LaMoine R.

Nebraska

LaMoine Roth

2014 Winner

York, NE
Nominated by Donna Rhoades

Volunteered for:

York Adopt-A-Pet

Length of Service:

80+ hours per month for 16 years

February 4, 2014

Every neglected, abused or abandoned cat has a story to tell. Unfortunately, too many never live to tell their story. But LaMoine R. is working to increase the odds of happier endings.
"Animals have no voice," the spirited rescuer says. "We need to be that voice. We are literally the fine line between their rescue and their death."
That belief was what propelled my candidate into the world of cat rescue, a world she has never left in more than 16 years. Now at 66 years of age, she is still hitting her 40 to 50 hours-a-week stride! "It would be nice to knock that down to around 20 hours a week but the need is so great, how do you stop?"
Something she has never considered since 1998 when the first abandoned kittens entered her home. That was the beginning of the never ending stream who have been the recipient of LaMoine's nurturing care. Her philosophy? "Saving one cat won't change the world, but surely the world will change for that one cat."
Publicly advocating for her furry clients, her voice has been effective, attracting a network of volunteers who insure the continuity of the program and bringing public awareness to the plight of abused and neglected animals. Additionally, she has transported thousands of cats, saving city and county officials tax dollars, has lessened the pain of senior citizens in relinquishing their beloved pets when health concerns demand it, and has found forever home for cats who previously lived in culverts, roamed alleys looking for food, were victims of horrible abuse, or were thrown away when their owners tired of them.
When Hurricane Katrina devastated the coast, Hearts Hunted in Auburn transported 30 cats to YAAP from New Orleans. When LaMoine received them they were scared, thin, and stressed, but promptly named, cared for and adopted. LaMoine has kept in contact with all adopters.
As the operation that started in her home quickly grew, it was re-located to a specially built garage in her backyard and eventually found a permanent place in York Adopt-A-Pet, a no-kill facility that was built and partially funded through countless fundraisers aided by LaMoine's consistent willingness to dig in and help, applying her organizational skills as well as her auctioneering expertise to the ongoing business of raising money for the cause she so deeply believes in. Having a small part in making the facility a reality is an endeavor of which LaMoine is particularly proud.
"Our state of the art building was attained by acquiring a 40 year loan from the USDA. I will never live long enough to see it paid in full, but I rest assured that long after I am gone abandoned and abused animals will find refuge in our shelter."
An avid volunteer at that facility, LaMoine has done it all from rescuing to cleaning kennels to managing all the computer work, including permanent records of each cat's medical records and who adopted them.
"Every cat has a name, a picture, a history and a story."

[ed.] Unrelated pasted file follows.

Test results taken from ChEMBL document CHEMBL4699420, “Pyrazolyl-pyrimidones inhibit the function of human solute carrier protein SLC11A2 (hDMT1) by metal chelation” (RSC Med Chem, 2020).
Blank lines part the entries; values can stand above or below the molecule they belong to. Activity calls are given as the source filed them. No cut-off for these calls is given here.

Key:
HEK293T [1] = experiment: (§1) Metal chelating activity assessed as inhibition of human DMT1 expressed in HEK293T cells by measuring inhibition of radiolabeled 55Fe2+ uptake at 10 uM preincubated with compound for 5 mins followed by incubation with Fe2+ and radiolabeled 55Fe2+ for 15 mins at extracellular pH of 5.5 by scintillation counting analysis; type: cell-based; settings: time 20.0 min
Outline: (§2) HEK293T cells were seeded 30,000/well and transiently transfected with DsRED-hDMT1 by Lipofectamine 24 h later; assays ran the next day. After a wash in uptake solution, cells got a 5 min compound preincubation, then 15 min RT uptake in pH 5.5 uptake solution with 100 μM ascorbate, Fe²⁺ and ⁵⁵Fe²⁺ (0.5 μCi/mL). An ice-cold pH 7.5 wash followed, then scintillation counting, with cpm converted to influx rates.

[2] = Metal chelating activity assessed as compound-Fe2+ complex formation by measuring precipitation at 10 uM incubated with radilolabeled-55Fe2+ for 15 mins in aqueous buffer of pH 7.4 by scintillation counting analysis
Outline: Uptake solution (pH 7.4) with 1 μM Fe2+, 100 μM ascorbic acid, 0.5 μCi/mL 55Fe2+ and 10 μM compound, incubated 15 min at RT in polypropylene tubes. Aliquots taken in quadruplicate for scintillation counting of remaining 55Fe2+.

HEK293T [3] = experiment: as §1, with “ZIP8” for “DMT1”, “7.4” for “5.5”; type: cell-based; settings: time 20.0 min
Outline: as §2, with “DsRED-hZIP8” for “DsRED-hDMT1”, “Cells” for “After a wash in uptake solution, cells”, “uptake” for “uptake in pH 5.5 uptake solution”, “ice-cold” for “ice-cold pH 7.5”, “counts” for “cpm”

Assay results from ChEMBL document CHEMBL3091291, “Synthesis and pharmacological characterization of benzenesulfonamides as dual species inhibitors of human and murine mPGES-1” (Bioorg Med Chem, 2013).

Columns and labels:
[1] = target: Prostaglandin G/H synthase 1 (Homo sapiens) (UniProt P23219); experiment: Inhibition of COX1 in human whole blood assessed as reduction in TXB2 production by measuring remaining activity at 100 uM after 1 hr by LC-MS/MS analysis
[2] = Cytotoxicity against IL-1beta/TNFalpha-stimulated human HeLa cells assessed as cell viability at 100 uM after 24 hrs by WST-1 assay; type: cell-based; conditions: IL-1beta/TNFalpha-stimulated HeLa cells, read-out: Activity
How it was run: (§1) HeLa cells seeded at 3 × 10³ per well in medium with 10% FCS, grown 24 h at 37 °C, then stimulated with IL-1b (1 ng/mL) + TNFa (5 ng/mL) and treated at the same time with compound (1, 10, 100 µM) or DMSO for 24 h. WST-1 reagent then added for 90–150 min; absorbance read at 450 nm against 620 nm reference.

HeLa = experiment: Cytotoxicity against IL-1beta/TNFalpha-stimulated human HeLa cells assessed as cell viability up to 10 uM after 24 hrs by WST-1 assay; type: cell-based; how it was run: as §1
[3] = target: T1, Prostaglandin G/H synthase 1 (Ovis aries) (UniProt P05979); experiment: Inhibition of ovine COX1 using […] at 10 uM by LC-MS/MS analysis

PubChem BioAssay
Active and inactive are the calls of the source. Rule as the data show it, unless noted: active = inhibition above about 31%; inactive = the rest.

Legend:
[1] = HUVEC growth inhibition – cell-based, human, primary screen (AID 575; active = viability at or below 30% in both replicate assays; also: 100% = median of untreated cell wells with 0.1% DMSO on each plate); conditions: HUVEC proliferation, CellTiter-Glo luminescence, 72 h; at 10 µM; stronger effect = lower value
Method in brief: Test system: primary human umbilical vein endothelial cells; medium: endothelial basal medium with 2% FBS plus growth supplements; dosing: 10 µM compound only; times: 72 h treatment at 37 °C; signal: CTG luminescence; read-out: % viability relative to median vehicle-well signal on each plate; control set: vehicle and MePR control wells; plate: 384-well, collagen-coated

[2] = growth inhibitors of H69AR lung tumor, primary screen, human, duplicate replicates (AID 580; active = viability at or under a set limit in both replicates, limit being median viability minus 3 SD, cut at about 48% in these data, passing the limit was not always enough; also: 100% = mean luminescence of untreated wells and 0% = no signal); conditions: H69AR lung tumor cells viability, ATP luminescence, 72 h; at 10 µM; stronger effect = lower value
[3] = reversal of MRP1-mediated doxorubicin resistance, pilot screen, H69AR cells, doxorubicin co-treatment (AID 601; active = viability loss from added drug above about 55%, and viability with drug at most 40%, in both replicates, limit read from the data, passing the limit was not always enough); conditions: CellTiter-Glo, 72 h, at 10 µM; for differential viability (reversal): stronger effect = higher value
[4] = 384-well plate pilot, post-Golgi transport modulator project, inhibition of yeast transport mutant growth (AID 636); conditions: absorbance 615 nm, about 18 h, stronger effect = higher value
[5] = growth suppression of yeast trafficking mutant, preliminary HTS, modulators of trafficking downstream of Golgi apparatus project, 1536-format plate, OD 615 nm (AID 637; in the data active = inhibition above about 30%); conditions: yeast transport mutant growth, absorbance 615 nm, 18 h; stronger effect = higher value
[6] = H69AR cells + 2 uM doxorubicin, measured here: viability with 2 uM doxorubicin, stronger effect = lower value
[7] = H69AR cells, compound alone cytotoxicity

Compassion and emotional tears spill over as she talks about the animals she has taken to the shelter to be health-checked and spayed or neutered and the situations she has encountered. A mother came to her shortly after her 35-year-old husband had died suddenly. Six months later, she gave birth to her daughter. Through her bittersweet situation, her two cats sensed her sorrow and were constantly by her side. When she discovered her newborn son had a breathing problem and could not tolerate the cats, she knew she had to part with them and she knew the perfect person to contact.
With tears in her eyes, she asked LaMoine to find a "together" home for the pair as, given the trauma they had all been through, she couldn't bear the thought of separating them.
That's when LaMoine went to work. She advertised and waited, turning down offers to take just one of the cats. Finally, her patience paid off. She found the perfect fit in a woman from Texas who was more than willing to take both cats. To save her the long drive from Texas, LaMoine packed up the cats and at her own expense, made a trip of 150 miles to meet her half way.
"When I met her, I knew she would be the perfect person to care for the cats. That's what this "calling" is all about, finding perfect fits that lead to forever homes."
It is more demanding than a full time job. There is no time clock to be punched and work hours are whenever she is called out, even if it is 3 a.m. on a cold, snowy morning.
Why does she do it? The answer is simple and in her own words:
"Rescuing is a calling, a gut reaction, a determination to right the wrongs of others. I don't even think it is a conscience choice we make. You live it, eat it, sleep it, breathe it and you take it everywhere you go. It is just who you are.
At times it is overwhelming but I can't imagine life without the desire to rescue."
 

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Nominations - 1,060

Votes - 110,781

Prize Description

The National Winner’s designated non-profit charity will receive a $5,000 donation, courtesy of Home Instead, Inc., the franchisor of the Home Instead Senior Care® franchise network. Each Local Winner’s designated non-profit charity will receive a $500 donation. All Winners will receive a certificate and a spot in the Contest’s “Wall of Fame” here on SaluteToSeniorService.com in recognition of their outstanding service.

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